The assumptions undergirding this question are supported by a bedrock of misogyny. Namely, the societal expectation that women should be the arbiters of their own safety; responsible for: not attracting attention; defusing street harassment; and forestalling physical and/or sexual abuse. Our popular, incident-focussed, understanding of domestic abuse shares this expectation: women should simply pick up and leave everything, an expectation which, apart from placing the onus of responsibility on women, ignores the multiple and insidious ways women become entrapped, and discounts the reality of what ‘leaving everything’ means.
For many survivors, leaving domestic abuse is only the beginning of their journey. Survivors often become homeless; face physical and online stalking and harassment from perpetrators and/or their families and associates; and all while navigating a labyrinth of statutory and voluntary agencies. These agencies, too, can become a source of further abuse by the perpetrator: frivolous lawsuits, protracted custody cases, withholding of child support, and dubious allegations leading to investigations by social services are all common forms of post-separation abuse.
Incident-focussed understandings of domestic abuse also largely ignore survivors’ experiences: trauma may only manifest itself years after a woman has left, making her journey circuitous and possibly repetitive, and most statutory agencies lack the flexibility to deal with trauma’s impact.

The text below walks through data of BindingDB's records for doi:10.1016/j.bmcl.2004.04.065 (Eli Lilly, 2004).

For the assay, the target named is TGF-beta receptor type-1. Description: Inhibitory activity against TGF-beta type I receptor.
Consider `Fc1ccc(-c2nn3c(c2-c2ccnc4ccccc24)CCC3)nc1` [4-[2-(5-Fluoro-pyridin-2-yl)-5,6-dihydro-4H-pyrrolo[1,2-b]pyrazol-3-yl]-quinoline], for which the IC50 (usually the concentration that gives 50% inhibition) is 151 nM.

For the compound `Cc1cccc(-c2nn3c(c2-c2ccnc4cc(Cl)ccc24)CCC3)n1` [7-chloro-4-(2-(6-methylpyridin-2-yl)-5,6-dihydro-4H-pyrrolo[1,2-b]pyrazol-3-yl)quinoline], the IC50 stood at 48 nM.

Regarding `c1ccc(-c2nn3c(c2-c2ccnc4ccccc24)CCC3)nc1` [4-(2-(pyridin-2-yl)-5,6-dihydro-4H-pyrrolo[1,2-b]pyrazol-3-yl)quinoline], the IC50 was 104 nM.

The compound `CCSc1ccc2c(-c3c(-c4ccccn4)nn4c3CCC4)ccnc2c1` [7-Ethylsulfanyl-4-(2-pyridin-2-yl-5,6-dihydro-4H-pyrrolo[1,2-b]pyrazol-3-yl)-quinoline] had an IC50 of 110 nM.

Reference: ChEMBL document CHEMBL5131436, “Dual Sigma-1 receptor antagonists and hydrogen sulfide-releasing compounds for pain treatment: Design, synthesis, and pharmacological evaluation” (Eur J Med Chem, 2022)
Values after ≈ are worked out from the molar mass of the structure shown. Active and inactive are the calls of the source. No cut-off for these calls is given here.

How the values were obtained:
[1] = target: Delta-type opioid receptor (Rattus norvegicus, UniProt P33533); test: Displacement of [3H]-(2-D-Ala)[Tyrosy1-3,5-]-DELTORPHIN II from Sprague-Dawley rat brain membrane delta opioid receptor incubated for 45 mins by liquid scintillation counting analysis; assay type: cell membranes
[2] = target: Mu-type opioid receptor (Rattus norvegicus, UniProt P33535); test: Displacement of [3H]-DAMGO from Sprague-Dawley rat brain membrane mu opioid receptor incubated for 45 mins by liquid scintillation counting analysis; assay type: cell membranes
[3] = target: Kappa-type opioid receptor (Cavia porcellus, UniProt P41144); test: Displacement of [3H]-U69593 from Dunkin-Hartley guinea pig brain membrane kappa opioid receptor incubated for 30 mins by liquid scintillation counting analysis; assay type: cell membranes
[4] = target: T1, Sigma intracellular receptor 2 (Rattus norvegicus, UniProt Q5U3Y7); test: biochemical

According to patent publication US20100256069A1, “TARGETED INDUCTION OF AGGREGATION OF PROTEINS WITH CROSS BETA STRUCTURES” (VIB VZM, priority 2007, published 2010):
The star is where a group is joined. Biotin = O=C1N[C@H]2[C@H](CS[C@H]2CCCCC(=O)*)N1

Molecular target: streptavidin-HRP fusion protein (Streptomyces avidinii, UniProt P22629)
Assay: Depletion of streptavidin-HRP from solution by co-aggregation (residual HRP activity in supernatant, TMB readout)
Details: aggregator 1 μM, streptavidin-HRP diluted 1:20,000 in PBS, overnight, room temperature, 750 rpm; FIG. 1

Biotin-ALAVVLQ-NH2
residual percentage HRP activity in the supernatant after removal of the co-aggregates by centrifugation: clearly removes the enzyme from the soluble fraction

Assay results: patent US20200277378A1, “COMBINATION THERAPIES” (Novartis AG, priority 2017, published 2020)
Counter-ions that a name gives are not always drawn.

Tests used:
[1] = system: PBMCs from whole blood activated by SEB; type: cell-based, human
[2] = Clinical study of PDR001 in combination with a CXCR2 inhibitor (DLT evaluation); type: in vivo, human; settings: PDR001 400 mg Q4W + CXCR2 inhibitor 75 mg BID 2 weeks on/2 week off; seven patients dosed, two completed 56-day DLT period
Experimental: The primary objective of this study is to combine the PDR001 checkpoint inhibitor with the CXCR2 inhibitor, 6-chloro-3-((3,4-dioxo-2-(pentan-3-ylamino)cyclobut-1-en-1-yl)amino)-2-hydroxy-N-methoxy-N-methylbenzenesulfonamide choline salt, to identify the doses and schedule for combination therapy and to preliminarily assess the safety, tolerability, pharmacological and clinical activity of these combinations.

Women’s journeys are mapped below. While they are mapped, they are largely left unnarrated. This is to allow the viewer the imaginative space and silence to empathise with each woman. Similarly, only women’s silhouettes appear in each piece, both to protect their anonymity and to give the viewer space to imagine and empathise.
Can you, as a viewer, imagine what it would be like to walk this journey? Or to navigate this journey as a mother? As a carer of elderly parents? As an employee? As a disabled woman? If you walked this path, would you stumble? Would you go back? Could you imagine repeating your story to each statutory and voluntary agency? After retelling your story so many times, would it remain your own?
If you worked in statutory services, would you be able to see the whole journey, the whole person? Would you be able to link a woman’s presenting issues in part to the abuse she suffered?
If you were a solicitor, a barrister, or a judge, how would you respond? A woman’s whole journey might not be relevant according to the letter of the law, but does that make it meaningless?
We invite you to ask yourself these questions as you view each woman’s journey. To provide some background, however, two survivors have kindly agreed to provide artist statements which accompany their work.